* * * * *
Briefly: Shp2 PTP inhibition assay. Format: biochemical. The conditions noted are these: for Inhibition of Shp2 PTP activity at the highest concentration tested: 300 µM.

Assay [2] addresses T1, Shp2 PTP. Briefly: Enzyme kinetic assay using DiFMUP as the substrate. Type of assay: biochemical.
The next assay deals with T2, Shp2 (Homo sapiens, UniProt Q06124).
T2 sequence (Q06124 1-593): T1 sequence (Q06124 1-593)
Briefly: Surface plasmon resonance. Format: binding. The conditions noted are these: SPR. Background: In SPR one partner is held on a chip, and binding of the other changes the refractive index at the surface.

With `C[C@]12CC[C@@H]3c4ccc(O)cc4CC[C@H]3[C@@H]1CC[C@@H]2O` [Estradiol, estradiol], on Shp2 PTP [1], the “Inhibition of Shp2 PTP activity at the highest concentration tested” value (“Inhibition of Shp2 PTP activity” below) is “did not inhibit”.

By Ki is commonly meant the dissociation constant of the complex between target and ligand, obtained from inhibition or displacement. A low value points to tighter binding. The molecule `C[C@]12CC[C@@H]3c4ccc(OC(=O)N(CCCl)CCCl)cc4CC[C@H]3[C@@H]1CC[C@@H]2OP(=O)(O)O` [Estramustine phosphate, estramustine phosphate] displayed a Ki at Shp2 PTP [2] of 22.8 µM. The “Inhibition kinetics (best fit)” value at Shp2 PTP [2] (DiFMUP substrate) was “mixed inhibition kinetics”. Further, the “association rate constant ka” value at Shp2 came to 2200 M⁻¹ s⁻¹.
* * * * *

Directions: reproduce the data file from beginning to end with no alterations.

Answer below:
Briefly: Shp2 PTP inhibition assay. Format: biochemical. The conditions noted are these: for Inhibition of Shp2 PTP activity at the highest concentration tested: 300 µM.

Assay [2] addresses T1, Shp2 PTP. Briefly: Enzyme kinetic assay using DiFMUP as the substrate. Type of assay: biochemical.
The next assay deals with T2, Shp2 (Homo sapiens, UniProt Q06124).
T2 sequence (Q06124 1-593): T1 sequence (Q06124 1-593)
Briefly: Surface plasmon resonance. Format: binding. The conditions noted are these: SPR. Background: In SPR one partner is held on a chip, and binding of the other changes the refractive index at the surface.

With `C[C@]12CC[C@@H]3c4ccc(O)cc4CC[C@H]3[C@@H]1CC[C@@H]2O` [Estradiol, estradiol], on Shp2 PTP [1], the “Inhibition of Shp2 PTP activity at the highest concentration tested” value (“Inhibition of Shp2 PTP activity” below) is “did not inhibit”.

By Ki is commonly meant the dissociation constant of the complex between target and ligand, obtained from inhibition or displacement. A low value points to tighter binding. The molecule `C[C@]12CC[C@@H]3c4ccc(OC(=O)N(CCCl)CCCl)cc4CC[C@H]3[C@@H]1CC[C@@H]2OP(=O)(O)O` [Estramustine phosphate, estramustine phosphate] displayed a Ki at Shp2 PTP [2] of 22.8 µM. The “Inhibition kinetics (best fit)” value at Shp2 PTP [2] (DiFMUP substrate) was “mixed inhibition kinetics”. Further, the “association rate constant ka” value at Shp2 came to 2200 M⁻¹ s⁻¹.